Here are some excerpts:
In my role as a professor at the Brandeis International Business School, I teach a course each fall about acting outside your comfort zone. Each student in the class chooses a behavior outside their comfort zone to work on. For some, it’s public speaking; for others, it’s networking, making small talk with strangers, or being assertive. Students have to go to actual networking events or give speeches in front of real audiences. After the fact, they compile a diary about their experiences, and we discuss and debrief as a class.
As you can imagine, it’s a pretty terrifying experience for most of them. One of my students, an Indian MBA learning to make small talk with strangers, described it like this: “The nervousness, anxiety, thumping heartbeats, and panic attacks I got before the event were similar to if someone asked me to walk on a tightrope.”
But here’s the thing: What I’ve learned from teaching this course year after year is that people are far more resilient than they imagine. Like many of us, my students systematically underestimate their resilience in challenging situations.
From my observations, I’ve discovered that we systematically underestimate our resilience in four ways:
*We’re more flexible than we give ourselves credit for.
Throughout your life, you’ve been trained to adapt and adjust your behavior across contexts. Think about the wide range of people in your social circle who you already interact with. Do you speak with your boss the same way you do with your colleagues? Do your interactions with your in-laws take the same form as those with your friends from university? My guess is that the answer is no. In fact, I find that simply reminding people of this fact can boost their confidence going into an unfamiliar situation. You’ve adapted and adjusted your behavior before; you can do it again.
*We’re braver than we think.
Consider all the things you’ve already done in your life that took serious guts. For some of us, it was going off to college and living alone for the first time. For others, it was switching jobs or careers, or getting married. One of my MBA students from Israel, fearful of networking in the United States because of how awkward and superficial it felt, used his army experience as evidence of his capacity for bravery. Compared to leading a platoon of soldiers into battle under extreme conditions, he realized that networking just wasn’t that intimidating. Of course, not all of us have been in the armed forces, but we all have our own experiences that required some level of bravery, and we can draw on them when confronting the next situation outside our comfort zones.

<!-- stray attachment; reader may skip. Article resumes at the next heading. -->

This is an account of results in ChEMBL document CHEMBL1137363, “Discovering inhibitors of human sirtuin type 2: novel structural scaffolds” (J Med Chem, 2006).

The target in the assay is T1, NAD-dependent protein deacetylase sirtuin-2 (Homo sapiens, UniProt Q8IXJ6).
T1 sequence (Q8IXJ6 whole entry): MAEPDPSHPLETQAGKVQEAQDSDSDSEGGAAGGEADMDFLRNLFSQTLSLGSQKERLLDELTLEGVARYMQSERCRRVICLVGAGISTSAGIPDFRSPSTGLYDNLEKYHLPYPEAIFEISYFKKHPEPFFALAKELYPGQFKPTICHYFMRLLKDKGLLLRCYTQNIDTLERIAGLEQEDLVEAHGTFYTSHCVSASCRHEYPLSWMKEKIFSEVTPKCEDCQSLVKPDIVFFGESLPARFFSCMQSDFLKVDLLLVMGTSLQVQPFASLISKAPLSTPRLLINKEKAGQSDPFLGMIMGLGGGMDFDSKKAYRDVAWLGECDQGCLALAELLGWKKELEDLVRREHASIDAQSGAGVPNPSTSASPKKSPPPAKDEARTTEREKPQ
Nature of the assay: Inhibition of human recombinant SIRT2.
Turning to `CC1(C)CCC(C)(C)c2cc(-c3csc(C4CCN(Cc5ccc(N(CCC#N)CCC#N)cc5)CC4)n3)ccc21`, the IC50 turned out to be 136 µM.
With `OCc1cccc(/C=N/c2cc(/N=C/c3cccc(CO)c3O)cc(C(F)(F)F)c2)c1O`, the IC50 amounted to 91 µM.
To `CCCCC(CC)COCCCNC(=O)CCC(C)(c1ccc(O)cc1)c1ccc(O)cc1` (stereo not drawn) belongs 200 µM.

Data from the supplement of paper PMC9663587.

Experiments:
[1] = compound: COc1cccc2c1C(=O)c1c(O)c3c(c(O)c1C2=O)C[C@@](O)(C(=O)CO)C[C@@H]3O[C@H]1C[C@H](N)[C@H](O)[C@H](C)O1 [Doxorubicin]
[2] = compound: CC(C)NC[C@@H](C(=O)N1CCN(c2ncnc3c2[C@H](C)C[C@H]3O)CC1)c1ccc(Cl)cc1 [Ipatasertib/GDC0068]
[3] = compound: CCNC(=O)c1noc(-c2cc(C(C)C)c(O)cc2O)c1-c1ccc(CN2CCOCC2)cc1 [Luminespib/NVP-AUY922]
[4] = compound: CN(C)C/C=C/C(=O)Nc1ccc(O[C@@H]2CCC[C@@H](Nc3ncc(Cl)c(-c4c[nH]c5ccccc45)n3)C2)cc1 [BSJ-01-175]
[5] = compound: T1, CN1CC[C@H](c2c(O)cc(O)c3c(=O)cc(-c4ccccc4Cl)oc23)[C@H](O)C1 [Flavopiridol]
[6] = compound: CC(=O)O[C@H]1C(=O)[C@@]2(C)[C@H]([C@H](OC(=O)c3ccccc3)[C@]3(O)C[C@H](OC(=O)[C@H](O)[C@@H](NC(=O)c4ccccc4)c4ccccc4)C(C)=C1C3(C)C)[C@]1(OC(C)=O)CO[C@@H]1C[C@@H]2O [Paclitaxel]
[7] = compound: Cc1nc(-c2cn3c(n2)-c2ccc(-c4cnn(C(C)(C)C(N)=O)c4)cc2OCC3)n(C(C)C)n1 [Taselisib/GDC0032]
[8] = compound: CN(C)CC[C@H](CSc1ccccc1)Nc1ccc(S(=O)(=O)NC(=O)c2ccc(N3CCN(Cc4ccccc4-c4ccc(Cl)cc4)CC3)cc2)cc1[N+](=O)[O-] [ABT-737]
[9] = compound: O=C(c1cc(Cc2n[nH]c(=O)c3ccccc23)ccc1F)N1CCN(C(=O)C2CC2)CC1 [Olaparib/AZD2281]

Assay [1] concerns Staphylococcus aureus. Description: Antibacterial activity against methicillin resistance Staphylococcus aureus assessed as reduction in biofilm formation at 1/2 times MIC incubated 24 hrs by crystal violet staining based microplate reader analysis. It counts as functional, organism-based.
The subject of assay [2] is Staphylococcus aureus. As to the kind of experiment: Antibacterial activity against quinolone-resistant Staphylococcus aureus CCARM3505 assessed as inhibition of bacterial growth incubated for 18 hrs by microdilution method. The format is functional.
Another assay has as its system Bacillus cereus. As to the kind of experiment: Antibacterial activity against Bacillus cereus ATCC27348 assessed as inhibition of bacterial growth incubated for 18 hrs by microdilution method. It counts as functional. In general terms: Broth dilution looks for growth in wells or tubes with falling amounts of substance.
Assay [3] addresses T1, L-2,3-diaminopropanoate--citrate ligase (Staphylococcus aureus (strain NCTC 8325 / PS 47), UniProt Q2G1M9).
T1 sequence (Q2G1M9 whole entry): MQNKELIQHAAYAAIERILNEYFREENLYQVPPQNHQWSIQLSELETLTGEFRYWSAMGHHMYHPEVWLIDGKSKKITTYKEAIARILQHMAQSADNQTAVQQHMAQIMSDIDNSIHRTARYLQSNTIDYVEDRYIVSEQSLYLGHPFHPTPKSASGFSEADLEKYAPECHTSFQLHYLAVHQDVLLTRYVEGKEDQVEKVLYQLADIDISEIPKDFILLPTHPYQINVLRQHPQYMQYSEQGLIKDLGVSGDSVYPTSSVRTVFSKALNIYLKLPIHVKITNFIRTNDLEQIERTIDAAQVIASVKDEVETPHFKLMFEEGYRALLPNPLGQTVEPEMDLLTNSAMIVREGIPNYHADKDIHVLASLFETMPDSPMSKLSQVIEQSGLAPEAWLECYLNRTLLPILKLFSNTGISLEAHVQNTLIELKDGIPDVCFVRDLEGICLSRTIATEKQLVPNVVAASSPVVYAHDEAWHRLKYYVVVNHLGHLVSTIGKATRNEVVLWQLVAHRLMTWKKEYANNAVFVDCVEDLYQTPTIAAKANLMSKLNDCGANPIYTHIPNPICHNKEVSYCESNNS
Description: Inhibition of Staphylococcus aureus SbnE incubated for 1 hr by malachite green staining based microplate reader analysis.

*The situation we’re worried about probably isn’t as bad as we think. Fear gets in the way of clear thinking. We worry about the worst possible outcome, that we’ll humiliate ourselves onstage during a public speaking event, or that the person that we’re delivering negative feedback to will hate us forever. There’s always a slight chance that the worst will happen, but the reality is a bit more nuanced than that.
*We have more resources than we think.
When you face a really tough situation, you often feel vulnerable, perhaps even hopeless. But you’re not alone in the situation. You often have quite a number resources to use — mentors, colleagues, or friends to go to for guidance, or steps you can take when preparing. You can even make slight adjustments to the event itself to make it more manageable.
In situations outside our comfort zones, we can feel weak or powerless. But we can leverage the capabilities that we already have inside ourselves to march into unfamiliar situations with confidence. Don’t underestimate how flexible, brave, and capable you actually are. Give it a go, and chances are, you’ll probably end up surprising yourself.
The article is online at:
POPE: AWARD ADDRESS: HOW PSYCHOLOGY’S SHARP SWITCH TO GUILD ETHICS AFFECTS US–
*Canadian Psychology/psychologie Canadienne* article free online at:
POPE & VASQUEZ: ETHICS IN PSYCHOTHERAPY AND COUNSELING: A PRACTICAL GUIDE (5thj EDITION) — John Wiley & Sons
21 Updated Chapters, 5 New Chapters, 2 Appendices on the Hoffman Report & APA’s Response
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“Who must do the hard things?
Those who can.
and who must do the impossible things?
Those who care.”
–Carolyn Payton, “Who Must Do the Hard Thing?” in American Psychologist, 1984